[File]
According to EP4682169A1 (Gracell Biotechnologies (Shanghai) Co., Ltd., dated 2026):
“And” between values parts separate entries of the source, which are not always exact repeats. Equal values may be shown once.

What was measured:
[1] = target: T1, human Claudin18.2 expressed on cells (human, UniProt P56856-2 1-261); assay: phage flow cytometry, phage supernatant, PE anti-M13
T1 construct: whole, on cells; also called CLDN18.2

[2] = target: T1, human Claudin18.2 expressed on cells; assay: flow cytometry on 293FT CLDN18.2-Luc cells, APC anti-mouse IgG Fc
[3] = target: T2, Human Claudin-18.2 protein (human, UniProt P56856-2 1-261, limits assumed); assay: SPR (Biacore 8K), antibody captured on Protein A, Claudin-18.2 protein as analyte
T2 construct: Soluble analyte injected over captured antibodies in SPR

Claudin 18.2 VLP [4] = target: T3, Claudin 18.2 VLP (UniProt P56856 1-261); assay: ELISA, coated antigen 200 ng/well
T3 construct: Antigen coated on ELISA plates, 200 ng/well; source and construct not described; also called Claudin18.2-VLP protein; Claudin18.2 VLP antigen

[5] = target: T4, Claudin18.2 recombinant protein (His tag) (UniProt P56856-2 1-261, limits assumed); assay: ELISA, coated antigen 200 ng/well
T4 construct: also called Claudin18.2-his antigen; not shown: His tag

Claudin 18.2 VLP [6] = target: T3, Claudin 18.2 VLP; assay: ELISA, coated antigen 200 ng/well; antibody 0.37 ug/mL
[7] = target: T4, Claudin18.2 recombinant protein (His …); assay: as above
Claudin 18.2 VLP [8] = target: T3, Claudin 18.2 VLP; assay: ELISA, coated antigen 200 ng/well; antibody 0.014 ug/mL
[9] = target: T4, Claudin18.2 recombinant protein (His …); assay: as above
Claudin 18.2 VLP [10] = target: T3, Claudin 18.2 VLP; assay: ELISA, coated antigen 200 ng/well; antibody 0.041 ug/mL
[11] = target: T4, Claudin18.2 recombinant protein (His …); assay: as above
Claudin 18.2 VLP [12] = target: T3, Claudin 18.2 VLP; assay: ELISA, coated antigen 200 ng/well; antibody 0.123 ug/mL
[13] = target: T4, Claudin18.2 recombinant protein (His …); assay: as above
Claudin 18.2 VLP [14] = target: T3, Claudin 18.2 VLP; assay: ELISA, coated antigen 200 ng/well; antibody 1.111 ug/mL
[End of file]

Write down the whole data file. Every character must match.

According to EP4682169A1 (Gracell Biotechnologies (Shanghai) Co., Ltd., dated 2026):
“And” between values parts separate entries of the source, which are not always exact repeats. Equal values may be shown once.

What was measured:
[1] = target: T1, human Claudin18.2 expressed on cells (human, UniProt P56856-2 1-261); assay: phage flow cytometry, phage supernatant, PE anti-M13
T1 construct: whole, on cells; also called CLDN18.2

[2] = target: T1, human Claudin18.2 expressed on cells; assay: flow cytometry on 293FT CLDN18.2-Luc cells, APC anti-mouse IgG Fc
[3] = target: T2, Human Claudin-18.2 protein (human, UniProt P56856-2 1-261, limits assumed); assay: SPR (Biacore 8K), antibody captured on Protein A, Claudin-18.2 protein as analyte
T2 construct: Soluble analyte injected over captured antibodies in SPR

Claudin 18.2 VLP [4] = target: T3, Claudin 18.2 VLP (UniProt P56856 1-261); assay: ELISA, coated antigen 200 ng/well
T3 construct: Antigen coated on ELISA plates, 200 ng/well; source and construct not described; also called Claudin18.2-VLP protein; Claudin18.2 VLP antigen

[5] = target: T4, Claudin18.2 recombinant protein (His tag) (UniProt P56856-2 1-261, limits assumed); assay: ELISA, coated antigen 200 ng/well
T4 construct: also called Claudin18.2-his antigen; not shown: His tag

Claudin 18.2 VLP [6] = target: T3, Claudin 18.2 VLP; assay: ELISA, coated antigen 200 ng/well; antibody 0.37 ug/mL
[7] = target: T4, Claudin18.2 recombinant protein (His …); assay: as above
Claudin 18.2 VLP [8] = target: T3, Claudin 18.2 VLP; assay: ELISA, coated antigen 200 ng/well; antibody 0.014 ug/mL
[9] = target: T4, Claudin18.2 recombinant protein (His …); assay: as above
Claudin 18.2 VLP [10] = target: T3, Claudin 18.2 VLP; assay: ELISA, coated antigen 200 ng/well; antibody 0.041 ug/mL
[11] = target: T4, Claudin18.2 recombinant protein (His …); assay: as above
Claudin 18.2 VLP [12] = target: T3, Claudin 18.2 VLP; assay: ELISA, coated antigen 200 ng/well; antibody 0.123 ug/mL
[13] = target: T4, Claudin18.2 recombinant protein (His …); assay: as above
Claudin 18.2 VLP [14] = target: T3, Claudin 18.2 VLP; assay: ELISA, coated antigen 200 ng/well; antibody 1.111 ug/mL